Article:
We asked a skin expert for the 411 on the star's go-to treatment

By Sarah Kinonen
June 06, 2016 09:05 PM

Celebrities are known for their non-traditional skincare treatments. From diamond dust facials to $400 “Flash” treatments, we’ve seen it all. At least we thought we did until spotted Kate Hudson wearing “electro shock” under-eye patches again (we’ve seen her in them quite frequently) on Snapchat. But what do those wired white patches do? And are they safe? We tapped Jessica Weiser, MD, of New York Dermatology Group, for the lowdown on the star’s unusual beauty practice to get all the scoop.

Source: Kate Hudson/Snapchat

Hudson, 37, recently documented her so-called “electro shock therapy,” wearing the white, wired patches (while driving), which wrapped around her ears and hung from a beeper-like plug, on Snapchat Monday morning.

“Note: Don’t wear these during traffic hours,” she wrote, adding, “Electro shock eye treatment complete.”

The actress’s under-eye masks, which looked less like a beauty treatment and more like an in-office experiment, are worn to deliver extra moisture to the skin to tighten fine lines and wrinkles, says Dr. Weiser.

“The product is an electric eye patch, which usually contains a combination of hyaluronic acid and collagen gels, among other ingredients,” Dr. Weiser tells PeopleStyle. “The patch is applied to the skin and then connected to an electrode to deliver heat energy to the underlying tissues and provide feedback to the device regarding skin temperature.”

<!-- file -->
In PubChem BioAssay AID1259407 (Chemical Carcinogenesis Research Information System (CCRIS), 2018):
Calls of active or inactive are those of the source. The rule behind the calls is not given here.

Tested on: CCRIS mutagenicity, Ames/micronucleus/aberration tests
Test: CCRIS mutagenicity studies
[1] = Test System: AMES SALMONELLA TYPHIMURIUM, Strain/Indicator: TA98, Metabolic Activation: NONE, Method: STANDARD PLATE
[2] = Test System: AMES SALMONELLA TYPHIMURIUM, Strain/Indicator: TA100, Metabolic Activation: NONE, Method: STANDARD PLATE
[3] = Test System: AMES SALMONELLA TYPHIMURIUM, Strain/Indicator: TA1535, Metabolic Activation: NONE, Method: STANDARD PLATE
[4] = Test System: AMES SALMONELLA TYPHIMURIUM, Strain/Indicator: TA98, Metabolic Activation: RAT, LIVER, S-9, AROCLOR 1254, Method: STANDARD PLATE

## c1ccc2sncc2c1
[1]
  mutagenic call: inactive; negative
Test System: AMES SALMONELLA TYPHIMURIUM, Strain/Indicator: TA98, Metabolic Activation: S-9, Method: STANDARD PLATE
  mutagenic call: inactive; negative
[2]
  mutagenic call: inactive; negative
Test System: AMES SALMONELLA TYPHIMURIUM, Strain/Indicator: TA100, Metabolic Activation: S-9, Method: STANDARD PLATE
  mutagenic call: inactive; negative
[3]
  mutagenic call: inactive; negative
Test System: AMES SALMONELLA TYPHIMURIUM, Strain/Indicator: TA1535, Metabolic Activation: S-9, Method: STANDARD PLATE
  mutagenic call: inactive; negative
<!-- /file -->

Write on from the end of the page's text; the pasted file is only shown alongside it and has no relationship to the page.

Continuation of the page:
She adds: “This precise temperature modulation can stimulate the epidermis and dermis, and some believe even the subcutaneous tissue layer,” Dr. Weiser says. “These electric eye patches are thought to stimulate collagen production, increase cell turnover and renewal, diminish the appearance of fine lines and reduce skin laxity to tighten the treated skin.”

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Source: Kate Hudson/Snapchat

But are these devices safe? According to Dr. Weiser, the jury is still out, as they are not yet FDA approved.

“This is not an FDA-approved device, so there is no proven efficacy or safety at this point,” she tells PeopleStyle. “Risk of burn would be the most serious concern, but also there is potential for many other side effects, including allergic contact reactions.”

So there you have it. If you’re dying to try out Hudson’s wired device to tighten those pesky crow’s feet, you may want to think twice before committing. It may not be worth the risk.

Have you ever heard of electro-shock under-eye patches? Would you try them? Share below!

–Sarah Kinonen